This month we asked our bloggers about how they view the role of pastor, how they understand their pastoral identity, or to share what a pastor really does all week. Here’s how they responded.
When I daydream, it’s almost always about the future – flying cars, spacecraft, jetpacks and the little pieces of gum that make you feel like you ate a three-course meal from “Willy Wonka and the Chocolate Factory.”
Sometimes, though, I get swept in the other direction – especially when it comes to the history of the local church. The church I currently serve, Langcliffe Presbyterian Church in Avoca, Pennsylvania, was established in 1870, which is the same year its presbytery (Presbytery of Lackawanna) started. It’s a young church by many standards, including the standards of the First Presbyterian Church of Wilkes-Barre down the road, which was established in 1772 (as a Congregationalist church), and the other Congregationalist, Baptist, Roman Catholic and still other denominational churches in this area.
Compared to me, though, this church goes back a long way. And I love looking back to its early days to imagine what the former pastors of the church did on a day-to-day basis: the challenges they faced, the culture in which they lived, the strategies they used to share the Good News with the community. You might expect that I would have nothing in common with the first pastors of Langcliffe, and you’d be mostly right. I certainly don’t share their epic sideburns or mustaches. But I do share the same basic tasks of ministry: reading from and teaching about the Word of God, administering the sacraments, walking alongside people in the good and bad times in their lives, and presiding over weddings, funerals, baptisms and Sunday morning services, among many other things.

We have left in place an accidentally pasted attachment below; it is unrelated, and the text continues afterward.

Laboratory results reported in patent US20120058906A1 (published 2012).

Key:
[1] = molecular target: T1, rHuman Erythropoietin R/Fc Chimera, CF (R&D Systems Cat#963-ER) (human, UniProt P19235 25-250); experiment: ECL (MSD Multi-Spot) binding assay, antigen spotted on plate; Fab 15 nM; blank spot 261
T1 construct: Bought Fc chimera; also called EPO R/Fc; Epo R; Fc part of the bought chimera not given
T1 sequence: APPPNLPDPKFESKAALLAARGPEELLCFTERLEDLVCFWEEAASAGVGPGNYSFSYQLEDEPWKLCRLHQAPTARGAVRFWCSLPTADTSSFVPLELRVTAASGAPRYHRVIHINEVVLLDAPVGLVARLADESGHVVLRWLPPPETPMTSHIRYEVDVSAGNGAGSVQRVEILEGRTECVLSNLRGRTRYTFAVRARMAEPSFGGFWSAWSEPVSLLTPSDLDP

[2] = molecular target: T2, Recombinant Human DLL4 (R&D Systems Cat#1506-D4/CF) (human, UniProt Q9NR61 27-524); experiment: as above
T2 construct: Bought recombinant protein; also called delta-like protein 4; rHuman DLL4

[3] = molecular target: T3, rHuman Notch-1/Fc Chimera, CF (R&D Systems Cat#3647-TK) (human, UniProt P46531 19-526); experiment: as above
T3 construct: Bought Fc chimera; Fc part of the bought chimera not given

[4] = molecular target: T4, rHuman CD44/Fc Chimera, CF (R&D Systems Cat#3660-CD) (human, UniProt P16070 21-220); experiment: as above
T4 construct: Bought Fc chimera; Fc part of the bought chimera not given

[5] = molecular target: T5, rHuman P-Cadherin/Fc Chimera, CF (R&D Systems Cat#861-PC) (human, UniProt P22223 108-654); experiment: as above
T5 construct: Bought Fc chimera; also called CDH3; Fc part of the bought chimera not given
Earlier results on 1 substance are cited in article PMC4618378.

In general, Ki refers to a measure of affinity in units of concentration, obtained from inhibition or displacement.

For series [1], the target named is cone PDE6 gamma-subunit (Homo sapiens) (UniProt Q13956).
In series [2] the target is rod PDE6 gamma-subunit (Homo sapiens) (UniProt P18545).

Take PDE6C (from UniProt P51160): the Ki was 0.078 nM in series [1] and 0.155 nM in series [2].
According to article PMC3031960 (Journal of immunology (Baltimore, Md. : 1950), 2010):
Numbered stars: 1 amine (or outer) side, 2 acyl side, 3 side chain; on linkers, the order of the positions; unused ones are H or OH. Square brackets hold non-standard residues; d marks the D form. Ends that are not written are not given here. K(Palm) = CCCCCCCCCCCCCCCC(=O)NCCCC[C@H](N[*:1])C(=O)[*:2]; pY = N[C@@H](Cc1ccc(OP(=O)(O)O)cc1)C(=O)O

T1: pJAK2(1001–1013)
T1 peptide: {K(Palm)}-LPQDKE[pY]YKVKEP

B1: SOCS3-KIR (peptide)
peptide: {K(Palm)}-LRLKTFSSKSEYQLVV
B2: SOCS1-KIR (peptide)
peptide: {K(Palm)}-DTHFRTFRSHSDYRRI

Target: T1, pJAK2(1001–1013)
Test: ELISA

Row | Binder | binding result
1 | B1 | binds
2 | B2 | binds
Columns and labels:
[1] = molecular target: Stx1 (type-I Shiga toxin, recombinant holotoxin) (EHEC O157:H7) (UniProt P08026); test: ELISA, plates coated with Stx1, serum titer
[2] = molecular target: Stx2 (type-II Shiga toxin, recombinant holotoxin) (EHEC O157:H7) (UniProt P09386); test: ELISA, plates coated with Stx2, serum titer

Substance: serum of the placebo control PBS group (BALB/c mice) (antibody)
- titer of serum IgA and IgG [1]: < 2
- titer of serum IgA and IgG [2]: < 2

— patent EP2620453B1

Of course, there are many more complications in ministry today than there were in 1870. In 1870, the pastor didn’t need to know how to maintain a website, manage a Facebook account, deal with globalization or sit with parishioners as they navigated a gigantically complex healthcare system. The fields of psychology and sociology were only just being established in the Western world, and even technologies such as the car, airplane, radio and television were still somewhere in the future. Those things aside, I think the core tasks of ministry remain relatively unchanged.
At the end of the day, I just want to get the chance to see the shock in the eyes of a child when the first realize that Jesus really died before he came back to life. I want to be there for a baptism that was decades in the making. I want to watch as teenagers take the faith of their parents and make it their own. I want to share the Good News of the gospel with people at birth, death and everywhere in between. I can only assume that pastors from 150 years ago shared similar desires. I can imagine what it felt like for Langcliffe’s organizing pastor (N.G. Parke) to be a part of the church’s first communion service where three infants were baptized. I can sense the pain of pastor David Smyth after the first church building and the new, nearly finished building both burned on Easter Sunday in 1909. And I can almost touch the joy and laughter from the “GREAT(E) CONCERTE” on April Fool’s Day 1891 (in which “A new-fangled instrument, called a piano, will be played”), and especially the laughter from “Ye YOUNG FOLKES CONCERTE” on the following day (at which “Ye tithing-man, Cranston, will see that ye small boys do not clamber over ye benches, or put their muddy feet on ye seats in ye kirke”).